Drama

Land

Robin Wright takes the emotional journey into the wild.

Robin Wright makes her directorial debut of “Land,” in which she casts herself as a middle-aged woman, who decides to live the remainder of her life as a hermit. It’s quite an impressive debut with themes from “Leave No Trace” or “Into the Wild,” and how she overcomes sadness and cynicism. You respect her character’s wishes, once you see her true colors, and you’re able to support her the best way you can.

Her character Edee has suffered two great losses, and finds it extremely difficult to be around people, including her sister Emma (Kim Dickens). So, she grabs some canned goods and heads out from Chicago to a remote cabin in the Wyoming mountains. Apparently, she isn’t prepared for the thieving bears or blizzards that leaves her starving and nearly freezing to death.

Did she even think about the challenges to living in the wild with no phone, no heaters, no electricity, and not much supplies? All she thought about was canned food, axes, and fishing, but not much on the tools if it rains indoors or if the outhouse reeked. Given the near-death experience Edee suffers from, I was reminded of the ending to “Into the Wild” with Emile Hirsch accidentally eating poisonous mushrooms, and succumbing in the trailer.

But her guardian angels come to her aid, even though she never asked for help, and they consist of a nurse named Alawa (Sarah Dawn Pledge) and a kind hunter named Miguel (Demian Bichir). She refuses to get better treated in a hospital, and so, Miguel must help bring her health back. He brings her spirits back by training her to hunt, playing with his dog, and even singing “Everybody Wants to Rule the World.”

That basically summons up the movie, which isn’t as profound as “Nomadland” because of some confusing elements, but it is nearly as gorgeously filmed and well-acted. I loved gazing at the mountains, snowy environments, and rivers, which look clean as a whistle. Cinematographer Bobby Bukowski (“The Messenger”) makes those scenes look lovely. It’s not a thriller, and it’s not a formula picture; it’s a relaxer that makes you want to go back outside, when it’s warmer out, while keeping you guessing on where the main heroine will lead to next in her life.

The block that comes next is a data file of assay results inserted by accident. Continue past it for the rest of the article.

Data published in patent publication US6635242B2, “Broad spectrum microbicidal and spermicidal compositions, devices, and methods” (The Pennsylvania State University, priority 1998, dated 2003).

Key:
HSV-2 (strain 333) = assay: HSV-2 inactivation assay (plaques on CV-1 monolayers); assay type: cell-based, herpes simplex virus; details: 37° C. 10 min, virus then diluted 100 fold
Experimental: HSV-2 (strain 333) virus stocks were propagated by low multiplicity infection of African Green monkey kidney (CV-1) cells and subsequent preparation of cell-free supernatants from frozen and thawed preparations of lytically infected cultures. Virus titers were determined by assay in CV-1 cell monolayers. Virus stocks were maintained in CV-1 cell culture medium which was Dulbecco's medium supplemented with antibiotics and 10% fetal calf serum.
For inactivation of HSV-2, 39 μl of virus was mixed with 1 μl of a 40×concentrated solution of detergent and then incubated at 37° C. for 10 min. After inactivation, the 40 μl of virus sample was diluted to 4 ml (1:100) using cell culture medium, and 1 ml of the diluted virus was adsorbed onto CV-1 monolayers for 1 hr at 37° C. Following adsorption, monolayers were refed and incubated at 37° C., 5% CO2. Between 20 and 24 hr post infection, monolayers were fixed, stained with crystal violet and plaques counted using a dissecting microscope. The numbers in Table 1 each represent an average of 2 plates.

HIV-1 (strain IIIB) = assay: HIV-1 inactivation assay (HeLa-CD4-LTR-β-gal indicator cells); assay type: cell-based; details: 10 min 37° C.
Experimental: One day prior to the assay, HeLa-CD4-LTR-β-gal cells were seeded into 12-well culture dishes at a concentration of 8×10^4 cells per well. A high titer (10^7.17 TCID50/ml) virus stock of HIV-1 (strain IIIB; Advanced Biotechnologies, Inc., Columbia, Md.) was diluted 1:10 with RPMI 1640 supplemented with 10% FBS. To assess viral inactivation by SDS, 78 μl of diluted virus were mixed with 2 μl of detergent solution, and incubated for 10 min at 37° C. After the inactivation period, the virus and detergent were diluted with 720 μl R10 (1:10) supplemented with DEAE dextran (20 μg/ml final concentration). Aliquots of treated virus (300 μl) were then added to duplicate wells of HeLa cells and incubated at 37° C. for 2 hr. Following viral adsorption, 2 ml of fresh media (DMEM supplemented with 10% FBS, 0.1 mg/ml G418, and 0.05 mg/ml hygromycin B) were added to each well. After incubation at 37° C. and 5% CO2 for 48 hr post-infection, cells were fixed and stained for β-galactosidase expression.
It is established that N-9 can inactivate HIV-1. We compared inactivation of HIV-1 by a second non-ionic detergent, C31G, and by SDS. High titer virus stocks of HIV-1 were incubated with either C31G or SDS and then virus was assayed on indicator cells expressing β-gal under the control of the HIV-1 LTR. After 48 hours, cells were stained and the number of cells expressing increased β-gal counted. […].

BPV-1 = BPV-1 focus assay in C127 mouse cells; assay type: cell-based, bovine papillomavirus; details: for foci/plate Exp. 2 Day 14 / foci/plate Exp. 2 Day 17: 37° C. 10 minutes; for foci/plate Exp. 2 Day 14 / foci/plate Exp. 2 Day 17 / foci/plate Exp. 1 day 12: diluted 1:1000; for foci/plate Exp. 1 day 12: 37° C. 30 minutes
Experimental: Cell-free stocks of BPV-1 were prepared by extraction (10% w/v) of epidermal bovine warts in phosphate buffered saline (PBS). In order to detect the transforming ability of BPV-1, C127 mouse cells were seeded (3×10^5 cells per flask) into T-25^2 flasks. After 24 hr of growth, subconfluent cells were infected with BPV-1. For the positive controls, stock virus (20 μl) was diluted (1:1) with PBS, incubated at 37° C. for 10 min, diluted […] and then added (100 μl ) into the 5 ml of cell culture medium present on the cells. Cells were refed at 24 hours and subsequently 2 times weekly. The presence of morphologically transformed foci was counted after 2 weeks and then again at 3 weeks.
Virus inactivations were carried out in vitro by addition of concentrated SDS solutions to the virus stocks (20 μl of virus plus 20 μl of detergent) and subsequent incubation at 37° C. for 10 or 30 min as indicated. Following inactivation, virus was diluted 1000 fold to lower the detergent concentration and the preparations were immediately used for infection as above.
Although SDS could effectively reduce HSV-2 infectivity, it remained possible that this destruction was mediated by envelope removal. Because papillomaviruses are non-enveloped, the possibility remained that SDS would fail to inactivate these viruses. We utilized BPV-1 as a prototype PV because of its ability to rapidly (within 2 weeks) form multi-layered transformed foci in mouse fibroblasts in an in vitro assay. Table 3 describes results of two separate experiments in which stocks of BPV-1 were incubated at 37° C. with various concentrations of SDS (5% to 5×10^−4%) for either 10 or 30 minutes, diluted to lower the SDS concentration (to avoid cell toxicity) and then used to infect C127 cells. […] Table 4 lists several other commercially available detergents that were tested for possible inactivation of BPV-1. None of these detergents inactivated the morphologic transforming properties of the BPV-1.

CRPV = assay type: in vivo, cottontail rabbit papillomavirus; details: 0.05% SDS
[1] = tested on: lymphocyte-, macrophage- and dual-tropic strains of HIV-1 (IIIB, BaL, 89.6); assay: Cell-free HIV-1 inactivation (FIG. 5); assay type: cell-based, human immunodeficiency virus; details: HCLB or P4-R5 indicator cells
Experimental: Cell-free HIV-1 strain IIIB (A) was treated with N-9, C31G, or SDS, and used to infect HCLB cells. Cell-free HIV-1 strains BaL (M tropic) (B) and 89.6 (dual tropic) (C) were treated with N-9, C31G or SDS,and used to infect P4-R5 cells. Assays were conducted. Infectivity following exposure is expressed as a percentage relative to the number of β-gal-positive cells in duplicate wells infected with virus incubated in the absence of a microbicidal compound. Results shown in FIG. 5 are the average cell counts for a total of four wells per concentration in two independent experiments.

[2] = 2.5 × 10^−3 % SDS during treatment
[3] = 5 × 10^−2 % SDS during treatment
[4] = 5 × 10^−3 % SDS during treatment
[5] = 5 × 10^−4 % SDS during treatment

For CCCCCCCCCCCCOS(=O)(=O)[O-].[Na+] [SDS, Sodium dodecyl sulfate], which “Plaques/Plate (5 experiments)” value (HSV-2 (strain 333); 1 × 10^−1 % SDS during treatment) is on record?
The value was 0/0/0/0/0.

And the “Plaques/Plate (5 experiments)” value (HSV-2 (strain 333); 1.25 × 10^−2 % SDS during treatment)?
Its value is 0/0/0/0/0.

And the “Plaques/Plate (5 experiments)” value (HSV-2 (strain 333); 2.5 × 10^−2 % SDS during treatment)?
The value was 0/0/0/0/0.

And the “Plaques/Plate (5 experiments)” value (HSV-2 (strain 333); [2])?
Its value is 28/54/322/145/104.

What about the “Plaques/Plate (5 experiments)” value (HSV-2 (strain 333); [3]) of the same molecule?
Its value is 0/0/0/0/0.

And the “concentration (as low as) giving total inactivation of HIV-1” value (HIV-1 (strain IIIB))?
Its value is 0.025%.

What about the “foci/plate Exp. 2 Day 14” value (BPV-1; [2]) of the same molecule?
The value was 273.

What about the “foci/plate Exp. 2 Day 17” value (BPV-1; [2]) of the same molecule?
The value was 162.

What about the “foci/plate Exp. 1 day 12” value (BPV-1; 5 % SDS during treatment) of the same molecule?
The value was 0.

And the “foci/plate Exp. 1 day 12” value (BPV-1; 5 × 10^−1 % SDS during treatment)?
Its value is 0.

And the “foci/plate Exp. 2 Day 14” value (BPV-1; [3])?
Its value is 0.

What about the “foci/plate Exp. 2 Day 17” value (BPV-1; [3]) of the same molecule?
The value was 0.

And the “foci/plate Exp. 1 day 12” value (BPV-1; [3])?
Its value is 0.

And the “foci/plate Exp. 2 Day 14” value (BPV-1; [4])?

Wright guides herself very well by easing into her character’s emotions (written by Jesse Chatham and Erin Dignam), and contemplating on life and death. As I’ve mentioned, she suffered from a great tragedy, and is unsure if she can go on living, but then she eventually comes around, thanks to the kind hunter. I’m not going to spoil anything else, but I can also praise Bichir for delivering some sensibility and passion to his character. These two have chemistry, and no bickering is required. Again, a relaxer.

“Nomadland” is the better movie of its kind currently playing in theaters(an instant classic at that, bare in mind), but “Land” is still worthy of your time and money, because of how Wright provides her strengths and weaknesses, how it cuts back on social media (she tells Miguel not to give her any info about the outside world), and how we see these characters with different sparks in life.

Rating: 3 out of 4.

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